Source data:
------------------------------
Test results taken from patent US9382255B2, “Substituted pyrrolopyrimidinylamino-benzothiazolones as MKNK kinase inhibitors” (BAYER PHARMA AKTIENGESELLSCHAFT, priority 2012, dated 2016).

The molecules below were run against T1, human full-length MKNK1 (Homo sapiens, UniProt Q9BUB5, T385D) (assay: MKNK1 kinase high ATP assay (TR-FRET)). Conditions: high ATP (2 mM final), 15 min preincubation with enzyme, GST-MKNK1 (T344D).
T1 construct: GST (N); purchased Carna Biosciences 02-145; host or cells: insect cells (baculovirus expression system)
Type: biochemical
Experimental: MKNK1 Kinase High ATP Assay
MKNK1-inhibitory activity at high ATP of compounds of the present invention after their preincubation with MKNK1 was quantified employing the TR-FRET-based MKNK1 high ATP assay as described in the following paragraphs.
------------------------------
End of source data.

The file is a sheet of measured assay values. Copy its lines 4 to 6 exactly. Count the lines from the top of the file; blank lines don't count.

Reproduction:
Type: biochemical
Experimental: MKNK1 Kinase High ATP Assay
MKNK1-inhibitory activity at high ATP of compounds of the present invention after their preincubation with MKNK1 was quantified employing the TR-FRET-based MKNK1 high ATP assay as described in the following paragraphs.